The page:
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A New Paradigm for Environmental Protection

Wednesday, September 12, 2018

An increasingly fast-paced technological world requires a restructuring in environmental protection strategy. In A New Environmentalism: The Need for a Total Strategy for Environmental Protection, ELI President Scott Fulton and Dave Rejeski, Director of ELI’s Technology, Innovation, and Environment Program, discuss how environmental protection could be organized and implemented in the future.

As the authors explain, “The total strategy of the future needs to create a much more robust option space for organizations and hedge against uncertainties. . . . What constituted a strategy 15, or even 10 years ago—analyze, plan, execute—no longer works in operating environments that are increasingly unpredictable, fragmented, and characterized by high rates of technological change, big data, crowd communication, young industries, and an incessant drive for competitive advantage.”

Their Comment, which runs in the September issue of ELR News & Analysis, offers a brief history of environmental protection, beginning with legal avenues of enforcement in the 1960s and 1970s, and the shift to business-established environmental norms and policies in the 1990s. Through the 2000s and into today, a “knowledge-based economy,” or economy of big data production, has emerged. Fulton and Rejeski argue that for the environmental movement to move forward, environmental norms must enter the networks of data and software.

The growing data-intensive network presents opportunities but also challenges. For example, because of big data, the United States has been able to increase monitoring of water quality, mapping of species, and growing connections between citizens and organizations who are concerned about the environment. On the other hand, understanding how glitches in software can impact environmental decisionmaking, or reckoning with how artificial intelligence may play a role in environmental policy and monitoring, could pose real challenges.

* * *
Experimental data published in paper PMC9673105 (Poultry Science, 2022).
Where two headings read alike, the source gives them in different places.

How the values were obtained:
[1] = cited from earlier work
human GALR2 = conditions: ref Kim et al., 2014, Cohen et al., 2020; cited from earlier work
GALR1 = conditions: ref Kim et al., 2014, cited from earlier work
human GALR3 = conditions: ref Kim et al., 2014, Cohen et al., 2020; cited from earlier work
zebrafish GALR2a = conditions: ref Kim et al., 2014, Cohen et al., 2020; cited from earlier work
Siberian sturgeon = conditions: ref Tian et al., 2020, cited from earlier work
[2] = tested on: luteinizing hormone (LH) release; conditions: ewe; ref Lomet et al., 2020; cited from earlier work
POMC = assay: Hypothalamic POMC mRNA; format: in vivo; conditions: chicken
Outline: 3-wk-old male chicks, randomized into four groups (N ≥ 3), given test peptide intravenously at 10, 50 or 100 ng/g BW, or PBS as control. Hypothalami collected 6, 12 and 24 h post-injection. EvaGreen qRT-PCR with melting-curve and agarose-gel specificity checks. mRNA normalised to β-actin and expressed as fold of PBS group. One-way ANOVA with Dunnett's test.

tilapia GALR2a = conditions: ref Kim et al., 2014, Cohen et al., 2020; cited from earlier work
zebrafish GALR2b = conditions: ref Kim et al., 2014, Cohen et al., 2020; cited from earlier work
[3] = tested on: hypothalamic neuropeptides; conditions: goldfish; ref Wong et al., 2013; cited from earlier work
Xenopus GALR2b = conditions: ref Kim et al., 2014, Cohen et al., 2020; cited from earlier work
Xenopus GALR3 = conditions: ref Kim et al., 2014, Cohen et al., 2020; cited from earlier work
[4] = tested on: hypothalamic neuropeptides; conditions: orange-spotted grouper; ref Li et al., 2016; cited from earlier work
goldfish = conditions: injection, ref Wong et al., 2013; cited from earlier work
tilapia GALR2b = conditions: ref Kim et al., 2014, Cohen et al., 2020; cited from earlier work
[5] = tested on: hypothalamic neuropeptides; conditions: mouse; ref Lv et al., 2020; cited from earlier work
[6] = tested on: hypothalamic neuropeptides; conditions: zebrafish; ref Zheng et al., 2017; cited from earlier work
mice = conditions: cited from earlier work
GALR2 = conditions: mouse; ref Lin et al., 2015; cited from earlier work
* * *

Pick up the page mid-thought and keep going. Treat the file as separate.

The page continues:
Ecosystem of DriversTo help ensure transparency and accountability when managing and monitoring environmental quality in today’s big data setting, the authors developed “a new ecosystem of drivers” graphic to help illustrate this new paradigm (see Figure). The graphic’s four quadrants show the actors and structural organization of drivers. The Comment dives into detail about how the framework provides a starting point for questions, such as how to ensure that legal systems can anticipate manipulation of data, or how citizen-generated data can be used to improve environmental quality. For example, it could be used to examine how citizen-collected data offers amends to the Clean Water Act. The framework can also be used to address the “pacing problem,” where different actors adapt at different rates to innovations.

As Fulton and Rejeski describe, a new environmental paradigm will “require an experimental mind-set, perhaps running many small experiments, failing fast if needed, and learning from failure,” and the new framework could take “an agile and adaptive development approach done with partners in both the public and private sectors.” In the end, however, the new paradigm will require a changing structure in leadership: “It is unclear who will take this on but it might be the biggest challenge of all in shaping our environmental future.”

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All blog posts are the opinion of its author(s) and do not necessarily reflect the views of ELI the organization or its members.